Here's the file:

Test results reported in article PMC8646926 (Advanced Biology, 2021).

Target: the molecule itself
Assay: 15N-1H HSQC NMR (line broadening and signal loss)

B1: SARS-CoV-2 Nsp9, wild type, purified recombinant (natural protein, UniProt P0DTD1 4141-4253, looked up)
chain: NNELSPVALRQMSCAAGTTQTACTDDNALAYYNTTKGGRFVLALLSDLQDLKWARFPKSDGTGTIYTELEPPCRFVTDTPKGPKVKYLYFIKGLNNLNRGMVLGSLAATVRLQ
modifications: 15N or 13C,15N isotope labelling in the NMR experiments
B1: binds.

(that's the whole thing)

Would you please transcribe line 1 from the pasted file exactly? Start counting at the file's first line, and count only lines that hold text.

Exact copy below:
Test results reported in article PMC8646926 (Advanced Biology, 2021).